As a CEO at the North Pole, Santa is a manager who runs a toy workshop. But he wears many hats. In addition, he is a private investigator who knows which children have been good and bad. He is also a deliveryman, a pilot, and an animal caretaker.
Legend tells us that Santa is 1,750 years old.
Where are we going? To our aging workforce.
The World’s Aging Workforce
In the world’s major advanced economies, the share of the population that is 50 and older will rise from 37 percent now to 45 percent in 30 years.
Correspondingly, the work force has gotten older. While now, we baby boomers have pushed the age upwards, the forecast is for our influence to fade during the coming decades. Still, the proportion of the traditional working age population, aged 20-64, will shrink:
According to an OECD report, these demographic changes could lead to worker shortages. Small bits of evidence of the problem have surfaced in countries that include Sweden and the U.S.:
So, you can see that we need older workers. It has begun to happen in OECD countries where people are remaining in the labor force for an extra 2 1/2 (men) to 3 years (women). Up even more in Estonia, the Netherlands, New Zealand and Portugal, work life has expanded by five years. Meanwhile though, countries like Korea need to add a whopping 12+ working years.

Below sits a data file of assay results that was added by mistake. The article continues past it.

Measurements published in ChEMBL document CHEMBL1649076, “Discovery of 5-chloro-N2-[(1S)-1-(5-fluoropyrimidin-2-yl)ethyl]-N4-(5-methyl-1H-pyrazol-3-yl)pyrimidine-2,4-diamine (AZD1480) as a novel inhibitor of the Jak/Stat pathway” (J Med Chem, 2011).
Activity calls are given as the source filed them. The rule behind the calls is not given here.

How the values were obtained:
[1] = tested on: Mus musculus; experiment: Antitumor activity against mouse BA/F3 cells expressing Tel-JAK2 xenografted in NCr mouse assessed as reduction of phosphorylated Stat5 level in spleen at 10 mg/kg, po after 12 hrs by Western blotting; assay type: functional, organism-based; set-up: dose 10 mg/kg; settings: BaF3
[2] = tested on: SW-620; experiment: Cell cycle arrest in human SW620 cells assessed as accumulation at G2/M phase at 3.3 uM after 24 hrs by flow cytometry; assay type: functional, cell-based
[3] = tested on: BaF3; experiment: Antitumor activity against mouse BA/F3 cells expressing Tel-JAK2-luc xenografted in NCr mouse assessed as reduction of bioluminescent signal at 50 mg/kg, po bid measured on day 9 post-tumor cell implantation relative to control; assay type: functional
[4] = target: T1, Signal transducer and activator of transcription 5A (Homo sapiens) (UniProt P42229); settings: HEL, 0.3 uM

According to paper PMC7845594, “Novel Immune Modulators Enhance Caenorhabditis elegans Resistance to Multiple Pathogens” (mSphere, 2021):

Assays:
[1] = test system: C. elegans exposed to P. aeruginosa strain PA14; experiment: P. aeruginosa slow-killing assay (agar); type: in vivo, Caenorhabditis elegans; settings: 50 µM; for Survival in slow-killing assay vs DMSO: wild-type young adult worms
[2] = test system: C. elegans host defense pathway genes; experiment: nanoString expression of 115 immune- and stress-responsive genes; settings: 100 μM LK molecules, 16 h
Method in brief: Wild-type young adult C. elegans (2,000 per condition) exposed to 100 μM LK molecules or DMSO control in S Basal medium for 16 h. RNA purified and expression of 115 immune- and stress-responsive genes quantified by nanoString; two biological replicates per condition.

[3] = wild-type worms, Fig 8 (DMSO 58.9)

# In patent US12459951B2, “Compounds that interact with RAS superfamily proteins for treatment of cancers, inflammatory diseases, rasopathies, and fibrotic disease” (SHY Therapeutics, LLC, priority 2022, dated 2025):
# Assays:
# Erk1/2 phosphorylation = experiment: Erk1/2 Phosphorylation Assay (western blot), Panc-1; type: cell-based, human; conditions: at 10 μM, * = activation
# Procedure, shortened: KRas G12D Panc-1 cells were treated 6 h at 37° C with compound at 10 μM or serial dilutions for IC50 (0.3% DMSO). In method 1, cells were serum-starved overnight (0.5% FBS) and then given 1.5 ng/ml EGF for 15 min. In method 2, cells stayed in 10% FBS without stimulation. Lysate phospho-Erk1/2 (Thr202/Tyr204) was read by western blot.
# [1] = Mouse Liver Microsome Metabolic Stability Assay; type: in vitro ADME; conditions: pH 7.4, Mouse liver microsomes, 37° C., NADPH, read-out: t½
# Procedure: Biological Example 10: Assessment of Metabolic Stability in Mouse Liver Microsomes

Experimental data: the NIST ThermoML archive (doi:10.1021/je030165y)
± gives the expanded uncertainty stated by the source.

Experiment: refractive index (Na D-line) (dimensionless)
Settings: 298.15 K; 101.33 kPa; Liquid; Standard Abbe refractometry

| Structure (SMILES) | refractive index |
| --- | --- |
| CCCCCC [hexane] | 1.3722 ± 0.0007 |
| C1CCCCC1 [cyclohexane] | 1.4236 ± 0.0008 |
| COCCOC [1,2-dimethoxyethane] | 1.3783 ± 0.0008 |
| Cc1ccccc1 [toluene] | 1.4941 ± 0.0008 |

Country by country, this is what has to happen:
But as always, there is more to consider. The averages obscure the differences in life expectancy. They also fail to indicate the jobs that do and do not let people work into old age:
Our story continues with data that show the employment rates of older workers have been rising:
And the story ends with the possibility of economic growth:
Our Bottom Line: Dependency Ratios
A traditional age dependency ratio compares the 65 and older population to people who are 15 to 64. Its purpose is to show who the labor force needs to support. It lets us know how much of a transfer we need from the young to the old.
Below, the St. Louis Fed displays the steep ascent of the U.S. dependency ratio. We have an increasingly larger aging population:
We can bring the dependency ratio down by expanding the number of years that we work.
The OECD report suggests which countries will be most successful. (The U.S is in the middle of all of the lists.):
But maybe Santa has all of the answers.
From econlife, I send many good wishes for happy and heathy holidays!
My sources and more: Insure.com has list of Santa’s responsibilities (paired with a hypothetical wage rate). Meanwhile this OECD report was the source of most of my facts about our aging workforce. (Please note that our definition of the dependency ratio was in a past econlife.)